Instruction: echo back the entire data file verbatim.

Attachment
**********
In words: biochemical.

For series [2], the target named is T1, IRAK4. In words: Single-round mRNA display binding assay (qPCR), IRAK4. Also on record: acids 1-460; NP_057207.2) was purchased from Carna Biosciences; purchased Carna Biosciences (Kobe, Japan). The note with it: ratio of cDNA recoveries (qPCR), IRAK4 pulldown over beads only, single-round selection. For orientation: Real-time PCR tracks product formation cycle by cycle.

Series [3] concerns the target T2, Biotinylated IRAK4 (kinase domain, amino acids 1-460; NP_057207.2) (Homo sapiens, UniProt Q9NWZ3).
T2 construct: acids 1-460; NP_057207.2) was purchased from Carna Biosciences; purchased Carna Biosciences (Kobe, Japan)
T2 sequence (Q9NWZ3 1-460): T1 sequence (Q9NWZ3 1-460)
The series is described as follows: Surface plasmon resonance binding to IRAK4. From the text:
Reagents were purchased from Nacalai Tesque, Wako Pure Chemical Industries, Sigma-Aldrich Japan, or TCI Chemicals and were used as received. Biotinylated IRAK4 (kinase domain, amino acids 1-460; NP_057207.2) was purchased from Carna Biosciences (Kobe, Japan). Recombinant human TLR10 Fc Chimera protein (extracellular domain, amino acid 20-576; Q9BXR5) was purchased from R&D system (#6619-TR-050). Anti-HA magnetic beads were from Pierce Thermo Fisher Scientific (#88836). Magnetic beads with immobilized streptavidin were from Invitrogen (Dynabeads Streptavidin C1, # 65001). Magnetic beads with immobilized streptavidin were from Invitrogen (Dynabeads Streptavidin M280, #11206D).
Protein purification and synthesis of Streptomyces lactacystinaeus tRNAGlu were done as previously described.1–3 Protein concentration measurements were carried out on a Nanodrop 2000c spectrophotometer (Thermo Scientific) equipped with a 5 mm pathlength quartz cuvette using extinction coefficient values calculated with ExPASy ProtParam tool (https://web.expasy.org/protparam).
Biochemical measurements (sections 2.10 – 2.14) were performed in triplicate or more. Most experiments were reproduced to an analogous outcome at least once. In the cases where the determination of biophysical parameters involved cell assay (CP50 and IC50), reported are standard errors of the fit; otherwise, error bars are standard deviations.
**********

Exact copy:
In words: biochemical.

For series [2], the target named is T1, IRAK4. In words: Single-round mRNA display binding assay (qPCR), IRAK4. Also on record: acids 1-460; NP_057207.2) was purchased from Carna Biosciences; purchased Carna Biosciences (Kobe, Japan). The note with it: ratio of cDNA recoveries (qPCR), IRAK4 pulldown over beads only, single-round selection. For orientation: Real-time PCR tracks product formation cycle by cycle.

Series [3] concerns the target T2, Biotinylated IRAK4 (kinase domain, amino acids 1-460; NP_057207.2) (Homo sapiens, UniProt Q9NWZ3).
T2 construct: acids 1-460; NP_057207.2) was purchased from Carna Biosciences; purchased Carna Biosciences (Kobe, Japan)
T2 sequence (Q9NWZ3 1-460): T1 sequence (Q9NWZ3 1-460)
The series is described as follows: Surface plasmon resonance binding to IRAK4. From the text:
Reagents were purchased from Nacalai Tesque, Wako Pure Chemical Industries, Sigma-Aldrich Japan, or TCI Chemicals and were used as received. Biotinylated IRAK4 (kinase domain, amino acids 1-460; NP_057207.2) was purchased from Carna Biosciences (Kobe, Japan). Recombinant human TLR10 Fc Chimera protein (extracellular domain, amino acid 20-576; Q9BXR5) was purchased from R&D system (#6619-TR-050). Anti-HA magnetic beads were from Pierce Thermo Fisher Scientific (#88836). Magnetic beads with immobilized streptavidin were from Invitrogen (Dynabeads Streptavidin C1, # 65001). Magnetic beads with immobilized streptavidin were from Invitrogen (Dynabeads Streptavidin M280, #11206D).
Protein purification and synthesis of Streptomyces lactacystinaeus tRNAGlu were done as previously described.1–3 Protein concentration measurements were carried out on a Nanodrop 2000c spectrophotometer (Thermo Scientific) equipped with a 5 mm pathlength quartz cuvette using extinction coefficient values calculated with ExPASy ProtParam tool (https://web.expasy.org/protparam).
Biochemical measurements (sections 2.10 – 2.14) were performed in triplicate or more. Most experiments were reproduced to an analogous outcome at least once. In the cases where the determination of biophysical parameters involved cell assay (CP50 and IC50), reported are standard errors of the fit; otherwise, error bars are standard deviations.